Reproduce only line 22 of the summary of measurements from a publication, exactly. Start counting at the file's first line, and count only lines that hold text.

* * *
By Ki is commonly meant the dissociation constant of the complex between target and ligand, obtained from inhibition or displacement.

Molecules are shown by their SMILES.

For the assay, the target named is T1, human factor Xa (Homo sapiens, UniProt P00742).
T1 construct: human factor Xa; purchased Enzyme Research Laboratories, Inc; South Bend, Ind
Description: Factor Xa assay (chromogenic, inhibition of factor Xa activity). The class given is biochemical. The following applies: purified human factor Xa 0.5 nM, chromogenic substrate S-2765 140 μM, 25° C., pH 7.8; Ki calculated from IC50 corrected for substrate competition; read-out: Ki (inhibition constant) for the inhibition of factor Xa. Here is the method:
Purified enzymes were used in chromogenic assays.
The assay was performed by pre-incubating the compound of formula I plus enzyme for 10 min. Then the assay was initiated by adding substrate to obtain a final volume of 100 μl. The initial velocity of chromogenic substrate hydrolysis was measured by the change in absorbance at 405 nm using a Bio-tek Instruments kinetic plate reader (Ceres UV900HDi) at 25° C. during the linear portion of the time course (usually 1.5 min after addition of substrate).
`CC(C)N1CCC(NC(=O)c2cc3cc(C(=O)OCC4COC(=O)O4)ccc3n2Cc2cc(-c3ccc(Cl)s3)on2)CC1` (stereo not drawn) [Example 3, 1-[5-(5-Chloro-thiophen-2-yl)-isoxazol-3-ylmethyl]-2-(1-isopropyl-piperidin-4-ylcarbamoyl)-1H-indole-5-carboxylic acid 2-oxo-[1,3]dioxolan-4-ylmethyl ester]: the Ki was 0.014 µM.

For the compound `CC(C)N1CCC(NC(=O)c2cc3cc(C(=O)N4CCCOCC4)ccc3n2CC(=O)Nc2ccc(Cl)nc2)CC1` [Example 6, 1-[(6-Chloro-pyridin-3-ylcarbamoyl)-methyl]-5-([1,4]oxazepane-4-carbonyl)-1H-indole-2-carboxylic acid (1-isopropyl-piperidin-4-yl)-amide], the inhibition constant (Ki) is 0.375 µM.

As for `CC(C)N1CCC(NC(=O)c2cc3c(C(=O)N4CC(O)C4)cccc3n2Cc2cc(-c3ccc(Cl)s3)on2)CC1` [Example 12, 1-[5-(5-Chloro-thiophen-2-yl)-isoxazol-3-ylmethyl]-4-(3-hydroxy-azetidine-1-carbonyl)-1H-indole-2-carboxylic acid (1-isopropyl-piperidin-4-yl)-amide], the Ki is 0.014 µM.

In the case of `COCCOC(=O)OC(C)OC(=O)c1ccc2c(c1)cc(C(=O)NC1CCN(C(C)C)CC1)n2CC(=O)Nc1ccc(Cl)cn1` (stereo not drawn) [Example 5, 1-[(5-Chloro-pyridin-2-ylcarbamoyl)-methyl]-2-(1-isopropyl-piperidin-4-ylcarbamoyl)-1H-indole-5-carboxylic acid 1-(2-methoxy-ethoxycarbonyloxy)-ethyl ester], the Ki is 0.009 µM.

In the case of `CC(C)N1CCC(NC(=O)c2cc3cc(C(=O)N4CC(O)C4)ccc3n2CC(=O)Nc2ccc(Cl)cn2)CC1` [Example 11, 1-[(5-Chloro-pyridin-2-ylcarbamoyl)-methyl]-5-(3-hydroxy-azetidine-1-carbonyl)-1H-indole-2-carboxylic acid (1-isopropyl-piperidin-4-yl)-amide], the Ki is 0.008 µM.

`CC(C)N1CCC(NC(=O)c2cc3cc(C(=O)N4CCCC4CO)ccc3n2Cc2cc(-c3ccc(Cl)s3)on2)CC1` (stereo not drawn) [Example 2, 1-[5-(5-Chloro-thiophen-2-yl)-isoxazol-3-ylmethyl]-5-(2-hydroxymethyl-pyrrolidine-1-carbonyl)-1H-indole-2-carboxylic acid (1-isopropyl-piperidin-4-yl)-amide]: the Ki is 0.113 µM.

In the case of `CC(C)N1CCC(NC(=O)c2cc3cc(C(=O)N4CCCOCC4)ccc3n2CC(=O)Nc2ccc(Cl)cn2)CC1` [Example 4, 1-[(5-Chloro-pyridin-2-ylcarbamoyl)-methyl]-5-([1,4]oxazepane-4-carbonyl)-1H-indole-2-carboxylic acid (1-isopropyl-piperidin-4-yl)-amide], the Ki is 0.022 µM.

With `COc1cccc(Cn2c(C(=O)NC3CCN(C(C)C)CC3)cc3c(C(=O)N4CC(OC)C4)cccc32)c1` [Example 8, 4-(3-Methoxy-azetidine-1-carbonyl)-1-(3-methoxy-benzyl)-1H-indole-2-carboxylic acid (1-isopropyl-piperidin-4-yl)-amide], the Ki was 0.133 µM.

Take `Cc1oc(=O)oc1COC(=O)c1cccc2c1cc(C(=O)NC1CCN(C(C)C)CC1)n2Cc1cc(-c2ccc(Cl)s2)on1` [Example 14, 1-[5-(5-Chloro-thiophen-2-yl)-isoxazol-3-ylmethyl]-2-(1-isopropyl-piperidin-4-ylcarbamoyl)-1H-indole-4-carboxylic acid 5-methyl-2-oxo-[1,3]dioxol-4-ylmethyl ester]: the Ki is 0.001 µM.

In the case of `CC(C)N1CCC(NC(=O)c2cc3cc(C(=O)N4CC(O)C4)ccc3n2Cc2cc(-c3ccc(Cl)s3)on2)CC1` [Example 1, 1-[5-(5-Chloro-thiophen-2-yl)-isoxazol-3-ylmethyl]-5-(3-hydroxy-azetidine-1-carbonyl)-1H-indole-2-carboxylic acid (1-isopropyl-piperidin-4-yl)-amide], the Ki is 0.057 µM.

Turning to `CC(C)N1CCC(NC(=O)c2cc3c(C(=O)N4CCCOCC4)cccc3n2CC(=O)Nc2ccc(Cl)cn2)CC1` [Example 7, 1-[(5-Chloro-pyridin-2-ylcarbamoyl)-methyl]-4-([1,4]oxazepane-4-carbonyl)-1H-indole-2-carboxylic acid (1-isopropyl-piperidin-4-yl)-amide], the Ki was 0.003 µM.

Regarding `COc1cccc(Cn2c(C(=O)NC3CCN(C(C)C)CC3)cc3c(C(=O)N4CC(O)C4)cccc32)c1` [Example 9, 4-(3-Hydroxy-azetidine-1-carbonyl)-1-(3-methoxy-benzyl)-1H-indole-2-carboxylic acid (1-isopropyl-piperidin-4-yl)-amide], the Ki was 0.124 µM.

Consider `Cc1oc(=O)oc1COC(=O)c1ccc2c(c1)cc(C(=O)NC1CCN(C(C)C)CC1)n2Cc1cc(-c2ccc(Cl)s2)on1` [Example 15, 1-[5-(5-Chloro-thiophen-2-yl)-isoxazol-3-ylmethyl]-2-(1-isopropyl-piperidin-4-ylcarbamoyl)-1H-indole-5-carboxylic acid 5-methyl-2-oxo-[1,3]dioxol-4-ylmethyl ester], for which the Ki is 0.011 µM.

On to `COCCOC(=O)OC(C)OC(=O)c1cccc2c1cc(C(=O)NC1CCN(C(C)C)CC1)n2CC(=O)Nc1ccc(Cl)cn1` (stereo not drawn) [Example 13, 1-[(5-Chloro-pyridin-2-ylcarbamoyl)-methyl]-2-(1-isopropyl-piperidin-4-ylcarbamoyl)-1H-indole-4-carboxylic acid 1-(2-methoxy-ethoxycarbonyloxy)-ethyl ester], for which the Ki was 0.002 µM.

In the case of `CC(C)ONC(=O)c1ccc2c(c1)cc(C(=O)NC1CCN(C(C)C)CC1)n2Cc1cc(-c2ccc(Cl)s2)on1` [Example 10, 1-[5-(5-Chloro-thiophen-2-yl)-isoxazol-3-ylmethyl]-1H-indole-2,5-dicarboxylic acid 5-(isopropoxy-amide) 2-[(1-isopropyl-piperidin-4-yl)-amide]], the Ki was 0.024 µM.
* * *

In the case of `CC(C)ONC(=O)c1ccc2c(c1)cc(C(=O)NC1CCN(C(C)C)CC1)n2Cc1cc(-c2ccc(Cl)s2)on1` [Example 10, 1-[5-(5-Chloro-thiophen-2-yl)-isoxazol-3-ylmethyl]-1H-indole-2,5-dicarboxylic acid 5-(isopropoxy-amide) 2-[(1-isopropyl-piperidin-4-yl)-amide]], the Ki was 0.024 µM.